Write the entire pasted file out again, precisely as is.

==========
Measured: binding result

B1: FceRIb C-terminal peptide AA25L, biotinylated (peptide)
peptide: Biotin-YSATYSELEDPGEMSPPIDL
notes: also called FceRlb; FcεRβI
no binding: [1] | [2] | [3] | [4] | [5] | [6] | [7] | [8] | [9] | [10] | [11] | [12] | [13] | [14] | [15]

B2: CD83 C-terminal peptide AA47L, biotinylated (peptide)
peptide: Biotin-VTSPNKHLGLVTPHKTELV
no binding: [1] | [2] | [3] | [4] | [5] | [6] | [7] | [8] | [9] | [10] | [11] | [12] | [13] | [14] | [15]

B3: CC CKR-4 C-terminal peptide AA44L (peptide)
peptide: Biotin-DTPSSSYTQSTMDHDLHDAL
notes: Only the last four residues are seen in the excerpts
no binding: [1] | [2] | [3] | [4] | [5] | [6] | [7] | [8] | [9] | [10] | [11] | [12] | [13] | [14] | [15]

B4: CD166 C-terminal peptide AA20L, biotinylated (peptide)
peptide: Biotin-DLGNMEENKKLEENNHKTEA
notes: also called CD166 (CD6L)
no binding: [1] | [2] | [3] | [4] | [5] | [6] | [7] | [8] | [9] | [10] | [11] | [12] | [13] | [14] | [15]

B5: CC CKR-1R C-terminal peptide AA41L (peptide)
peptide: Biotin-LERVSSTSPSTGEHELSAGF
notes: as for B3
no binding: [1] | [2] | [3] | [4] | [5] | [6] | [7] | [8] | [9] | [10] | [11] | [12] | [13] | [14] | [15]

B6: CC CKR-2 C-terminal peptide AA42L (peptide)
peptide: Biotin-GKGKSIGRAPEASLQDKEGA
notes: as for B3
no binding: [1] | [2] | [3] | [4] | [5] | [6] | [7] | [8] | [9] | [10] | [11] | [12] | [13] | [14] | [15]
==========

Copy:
Measured: binding result

B1: FceRIb C-terminal peptide AA25L, biotinylated (peptide)
peptide: Biotin-YSATYSELEDPGEMSPPIDL
notes: also called FceRlb; FcεRβI
no binding: [1] | [2] | [3] | [4] | [5] | [6] | [7] | [8] | [9] | [10] | [11] | [12] | [13] | [14] | [15]

B2: CD83 C-terminal peptide AA47L, biotinylated (peptide)
peptide: Biotin-VTSPNKHLGLVTPHKTELV
no binding: [1] | [2] | [3] | [4] | [5] | [6] | [7] | [8] | [9] | [10] | [11] | [12] | [13] | [14] | [15]

B3: CC CKR-4 C-terminal peptide AA44L (peptide)
peptide: Biotin-DTPSSSYTQSTMDHDLHDAL
notes: Only the last four residues are seen in the excerpts
no binding: [1] | [2] | [3] | [4] | [5] | [6] | [7] | [8] | [9] | [10] | [11] | [12] | [13] | [14] | [15]

B4: CD166 C-terminal peptide AA20L, biotinylated (peptide)
peptide: Biotin-DLGNMEENKKLEENNHKTEA
notes: also called CD166 (CD6L)
no binding: [1] | [2] | [3] | [4] | [5] | [6] | [7] | [8] | [9] | [10] | [11] | [12] | [13] | [14] | [15]

B5: CC CKR-1R C-terminal peptide AA41L (peptide)
peptide: Biotin-LERVSSTSPSTGEHELSAGF
notes: as for B3
no binding: [1] | [2] | [3] | [4] | [5] | [6] | [7] | [8] | [9] | [10] | [11] | [12] | [13] | [14] | [15]

B6: CC CKR-2 C-terminal peptide AA42L (peptide)
peptide: Biotin-GKGKSIGRAPEASLQDKEGA
notes: as for B3
no binding: [1] | [2] | [3] | [4] | [5] | [6] | [7] | [8] | [9] | [10] | [11] | [12] | [13] | [14] | [15]